I first ran my History of London for Kids walk last September at the request of a friend of my wife’s and have done so a number of times since, the latest being today (21 kids with accompanying adults to get them across the roads safely and cajole and corral them into the right place at the right time. Anyone need any cats herding? After today, I’m your man!)
The media seems to enjoy putting out a constant stream of stories about how kids these days are obese, dumbed-down couch potatoes with the attention spans of absent-minded goldfish, no interest in reading and how they know nothing about our history. I have to say that my experience with the kids that have come on all of my walks is that couldn’t be further from the truth; perceptive, knowledgeable, engaged and attentive which, over the course of a two-hour walk (three today after they had finished bombarding me with questions at each stop) is quite some achievement.
The questions they ask me and the response I get to some I ask of them are two of the things I really love about doing these walks for kids. By and large in turn searching and knowledgeable, but some (especially from the younger ones) just downright funny.
I’ve been particularly impressed with the knowledge about the Great Plague and surrounding issues among kids in the core age range the walk is aimed at (9-13 year-olds).
Take today for example. A key area of learning history for kids this age is an understanding of how we know what we know and who recorded it for us (they were asking me that question constantly today about every subject).
So, to introduce the stop to talk about the Great Plague I reveal the famous portrait of Samuel Pepys and, as the words “do any of you know who this is?” had barely left my mouth, 15 kids shouted straight back at me in unison “Pepys!”. Who’d have thought the great Mr Pepys would end up as a pin-up boy for 21st century schoolkids?
It’s always the stop that draws the really searching questions that slightly stop you in your tracks as well: “why didn’t the fleas bite the rats?”; “if they believed it was caused by ‘miasma’, exactly how much understanding did they have of the spread of infection through the air?”; “wouldn’t the cats and dogs have caught the plague had they been left alive to kill the rats?”.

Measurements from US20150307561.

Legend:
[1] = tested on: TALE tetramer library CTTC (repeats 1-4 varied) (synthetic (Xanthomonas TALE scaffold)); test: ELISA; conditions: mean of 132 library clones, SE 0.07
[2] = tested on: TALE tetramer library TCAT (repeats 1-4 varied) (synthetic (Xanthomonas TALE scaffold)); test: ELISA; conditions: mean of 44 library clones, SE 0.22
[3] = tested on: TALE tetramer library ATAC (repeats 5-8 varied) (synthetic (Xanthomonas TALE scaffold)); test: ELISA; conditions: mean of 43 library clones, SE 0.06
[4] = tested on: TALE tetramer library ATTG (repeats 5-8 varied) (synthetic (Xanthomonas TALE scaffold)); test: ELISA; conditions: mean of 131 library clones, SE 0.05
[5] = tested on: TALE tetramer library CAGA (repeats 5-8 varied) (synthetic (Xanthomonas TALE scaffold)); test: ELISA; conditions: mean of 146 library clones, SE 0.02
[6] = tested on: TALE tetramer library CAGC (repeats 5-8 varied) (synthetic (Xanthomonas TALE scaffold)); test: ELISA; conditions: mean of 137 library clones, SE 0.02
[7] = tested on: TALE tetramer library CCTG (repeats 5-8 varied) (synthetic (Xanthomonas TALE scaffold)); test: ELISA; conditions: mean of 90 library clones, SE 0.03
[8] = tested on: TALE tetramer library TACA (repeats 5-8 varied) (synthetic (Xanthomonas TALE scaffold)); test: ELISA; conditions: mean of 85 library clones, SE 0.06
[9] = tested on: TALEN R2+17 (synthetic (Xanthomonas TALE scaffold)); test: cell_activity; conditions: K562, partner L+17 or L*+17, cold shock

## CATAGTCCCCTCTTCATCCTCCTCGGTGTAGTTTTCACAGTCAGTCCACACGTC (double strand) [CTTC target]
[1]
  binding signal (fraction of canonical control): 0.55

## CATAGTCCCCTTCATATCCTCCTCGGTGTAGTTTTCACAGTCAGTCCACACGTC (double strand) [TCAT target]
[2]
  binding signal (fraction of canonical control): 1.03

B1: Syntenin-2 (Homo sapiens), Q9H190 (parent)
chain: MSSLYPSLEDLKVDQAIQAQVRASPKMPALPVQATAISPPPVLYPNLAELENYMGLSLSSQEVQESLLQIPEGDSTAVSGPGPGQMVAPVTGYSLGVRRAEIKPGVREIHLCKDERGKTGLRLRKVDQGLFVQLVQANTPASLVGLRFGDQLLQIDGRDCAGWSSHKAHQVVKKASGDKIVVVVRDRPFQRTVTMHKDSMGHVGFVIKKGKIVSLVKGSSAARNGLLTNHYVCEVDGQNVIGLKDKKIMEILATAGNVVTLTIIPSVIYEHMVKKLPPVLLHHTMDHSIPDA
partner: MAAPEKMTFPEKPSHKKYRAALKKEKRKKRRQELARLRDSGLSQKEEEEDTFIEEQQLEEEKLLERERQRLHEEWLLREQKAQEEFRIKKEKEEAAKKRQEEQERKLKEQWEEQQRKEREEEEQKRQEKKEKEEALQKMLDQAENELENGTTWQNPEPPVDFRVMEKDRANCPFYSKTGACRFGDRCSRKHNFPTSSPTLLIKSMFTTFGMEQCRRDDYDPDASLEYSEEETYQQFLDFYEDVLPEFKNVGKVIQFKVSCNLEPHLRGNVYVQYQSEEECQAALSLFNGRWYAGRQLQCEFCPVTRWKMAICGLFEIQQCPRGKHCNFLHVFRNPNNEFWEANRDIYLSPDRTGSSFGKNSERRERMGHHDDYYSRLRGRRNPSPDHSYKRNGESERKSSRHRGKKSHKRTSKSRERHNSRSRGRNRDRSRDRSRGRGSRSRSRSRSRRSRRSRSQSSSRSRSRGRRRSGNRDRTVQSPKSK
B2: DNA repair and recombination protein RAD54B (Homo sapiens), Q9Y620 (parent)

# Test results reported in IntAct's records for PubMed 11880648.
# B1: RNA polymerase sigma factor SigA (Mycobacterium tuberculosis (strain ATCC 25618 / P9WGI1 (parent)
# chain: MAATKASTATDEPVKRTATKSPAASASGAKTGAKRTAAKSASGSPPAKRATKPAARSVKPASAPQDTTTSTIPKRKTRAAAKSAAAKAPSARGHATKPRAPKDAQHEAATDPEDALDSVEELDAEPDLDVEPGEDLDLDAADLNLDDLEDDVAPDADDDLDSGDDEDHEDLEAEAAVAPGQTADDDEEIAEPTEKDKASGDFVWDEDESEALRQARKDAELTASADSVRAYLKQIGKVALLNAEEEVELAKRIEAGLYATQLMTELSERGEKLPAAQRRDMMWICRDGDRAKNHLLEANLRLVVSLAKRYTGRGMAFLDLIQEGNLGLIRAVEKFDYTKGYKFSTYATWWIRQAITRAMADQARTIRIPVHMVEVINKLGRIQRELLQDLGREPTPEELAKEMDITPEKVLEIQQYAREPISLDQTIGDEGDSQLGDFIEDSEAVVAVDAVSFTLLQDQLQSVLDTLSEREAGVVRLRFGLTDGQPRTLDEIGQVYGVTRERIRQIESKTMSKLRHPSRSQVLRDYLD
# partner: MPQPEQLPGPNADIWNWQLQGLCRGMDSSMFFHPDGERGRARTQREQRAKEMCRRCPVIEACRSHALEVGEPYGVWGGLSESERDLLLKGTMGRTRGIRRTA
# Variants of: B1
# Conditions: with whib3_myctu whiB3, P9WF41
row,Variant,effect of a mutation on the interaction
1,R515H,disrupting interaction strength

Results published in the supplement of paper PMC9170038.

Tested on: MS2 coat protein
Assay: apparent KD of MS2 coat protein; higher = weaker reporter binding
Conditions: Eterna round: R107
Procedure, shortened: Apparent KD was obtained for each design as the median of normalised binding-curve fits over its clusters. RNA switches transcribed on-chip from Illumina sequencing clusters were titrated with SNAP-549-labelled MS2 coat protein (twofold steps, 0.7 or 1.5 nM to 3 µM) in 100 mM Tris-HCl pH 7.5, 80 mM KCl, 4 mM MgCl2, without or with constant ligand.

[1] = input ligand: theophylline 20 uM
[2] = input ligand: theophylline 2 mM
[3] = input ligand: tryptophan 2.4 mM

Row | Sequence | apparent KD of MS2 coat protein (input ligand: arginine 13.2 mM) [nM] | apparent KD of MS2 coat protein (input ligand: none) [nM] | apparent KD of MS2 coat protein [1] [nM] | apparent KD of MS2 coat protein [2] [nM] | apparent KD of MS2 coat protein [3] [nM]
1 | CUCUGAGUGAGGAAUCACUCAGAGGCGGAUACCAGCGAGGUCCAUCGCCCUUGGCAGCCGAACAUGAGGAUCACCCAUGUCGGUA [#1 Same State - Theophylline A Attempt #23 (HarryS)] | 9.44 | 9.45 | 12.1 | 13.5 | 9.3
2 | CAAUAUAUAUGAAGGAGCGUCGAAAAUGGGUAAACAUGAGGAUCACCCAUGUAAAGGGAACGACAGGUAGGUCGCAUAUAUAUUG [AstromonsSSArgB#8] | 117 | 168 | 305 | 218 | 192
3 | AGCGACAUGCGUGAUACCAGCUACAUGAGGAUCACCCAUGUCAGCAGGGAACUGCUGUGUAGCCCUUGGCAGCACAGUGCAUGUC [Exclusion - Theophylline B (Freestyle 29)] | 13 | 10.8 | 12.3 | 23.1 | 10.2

I’ve mentioned before in another blog post how one of the real joys of leading guided walks is when you get asked the difficult questions that show people are really paying attention to what you’re saying. Never more so is this the case than when they come from kids of this age.
Final mention, though, has to be reserved for a boy on the walk today who couldn’t have been more than 6-7 years old. He was first to me at every stop, standing there looking up at me with rapt attention the whole time.
As we got to the monument to talk about the Great Fire, I asked “who knows what this is?”. Up shoots his hand. “Yes?” I say, looking down at him. “The King’s stick” came his reply.
Next I asked if anyone knew why Pudding Lane is so called. After the usual round of bakery product-related guesses (it’s actually because of the hogs’ stomachs or “puddings” as they were known which were carried down there from the medieval meat market on Eastcheap to be dumped in the river), up goes his hand again: “From the pudding-shaped cars that are on there”.
But he was saving his best till last. “Anyone know where the Great Fire of London is said to have finished?”. A sea of blank faces (for once!). But our hero was on a roll. Not to be undaunted, up goes his hand: “31 millimetres” he said, with utter courage in his conviction he was right. Quite brilliant.
So, if you happen to be on one of my walks that goes that way, the Monument will henceforth be referred to as “the King’s stick”, Pudding Lane will be so-called because of strange pudding-shaped cars that frequent it and the Great Fire of London will have travelled precisely only 31 millimetres from its point of origin. Because my little mate said so, and who am I to argue?
Yep, the kids are alright and an absolute joy to guide. Really looking forward to the next time.